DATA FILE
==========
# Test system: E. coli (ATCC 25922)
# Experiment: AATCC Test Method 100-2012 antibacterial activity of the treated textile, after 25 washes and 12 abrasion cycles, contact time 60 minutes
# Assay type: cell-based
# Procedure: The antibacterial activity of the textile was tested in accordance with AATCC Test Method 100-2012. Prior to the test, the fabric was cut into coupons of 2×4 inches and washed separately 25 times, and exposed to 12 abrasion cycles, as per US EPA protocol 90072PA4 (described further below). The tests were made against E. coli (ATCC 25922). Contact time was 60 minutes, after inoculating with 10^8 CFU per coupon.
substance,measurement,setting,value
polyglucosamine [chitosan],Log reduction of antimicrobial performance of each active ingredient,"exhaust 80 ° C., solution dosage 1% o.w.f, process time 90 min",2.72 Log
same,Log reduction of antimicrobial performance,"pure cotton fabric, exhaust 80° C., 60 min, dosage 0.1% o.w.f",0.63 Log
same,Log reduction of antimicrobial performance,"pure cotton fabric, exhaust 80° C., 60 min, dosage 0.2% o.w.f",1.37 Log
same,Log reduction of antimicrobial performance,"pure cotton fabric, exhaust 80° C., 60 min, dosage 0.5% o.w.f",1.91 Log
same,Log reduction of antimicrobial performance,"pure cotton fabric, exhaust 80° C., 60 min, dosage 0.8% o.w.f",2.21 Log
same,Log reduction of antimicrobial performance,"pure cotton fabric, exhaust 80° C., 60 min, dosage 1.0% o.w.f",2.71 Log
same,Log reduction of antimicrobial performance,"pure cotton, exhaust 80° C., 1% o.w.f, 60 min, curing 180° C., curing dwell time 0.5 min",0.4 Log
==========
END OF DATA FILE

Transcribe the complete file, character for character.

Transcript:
# Test system: E. coli (ATCC 25922)
# Experiment: AATCC Test Method 100-2012 antibacterial activity of the treated textile, after 25 washes and 12 abrasion cycles, contact time 60 minutes
# Assay type: cell-based
# Procedure: The antibacterial activity of the textile was tested in accordance with AATCC Test Method 100-2012. Prior to the test, the fabric was cut into coupons of 2×4 inches and washed separately 25 times, and exposed to 12 abrasion cycles, as per US EPA protocol 90072PA4 (described further below). The tests were made against E. coli (ATCC 25922). Contact time was 60 minutes, after inoculating with 10^8 CFU per coupon.
substance,measurement,setting,value
polyglucosamine [chitosan],Log reduction of antimicrobial performance of each active ingredient,"exhaust 80 ° C., solution dosage 1% o.w.f, process time 90 min",2.72 Log
same,Log reduction of antimicrobial performance,"pure cotton fabric, exhaust 80° C., 60 min, dosage 0.1% o.w.f",0.63 Log
same,Log reduction of antimicrobial performance,"pure cotton fabric, exhaust 80° C., 60 min, dosage 0.2% o.w.f",1.37 Log
same,Log reduction of antimicrobial performance,"pure cotton fabric, exhaust 80° C., 60 min, dosage 0.5% o.w.f",1.91 Log
same,Log reduction of antimicrobial performance,"pure cotton fabric, exhaust 80° C., 60 min, dosage 0.8% o.w.f",2.21 Log
same,Log reduction of antimicrobial performance,"pure cotton fabric, exhaust 80° C., 60 min, dosage 1.0% o.w.f",2.71 Log
same,Log reduction of antimicrobial performance,"pure cotton, exhaust 80° C., 1% o.w.f, 60 min, curing 180° C., curing dwell time 0.5 min",0.4 Log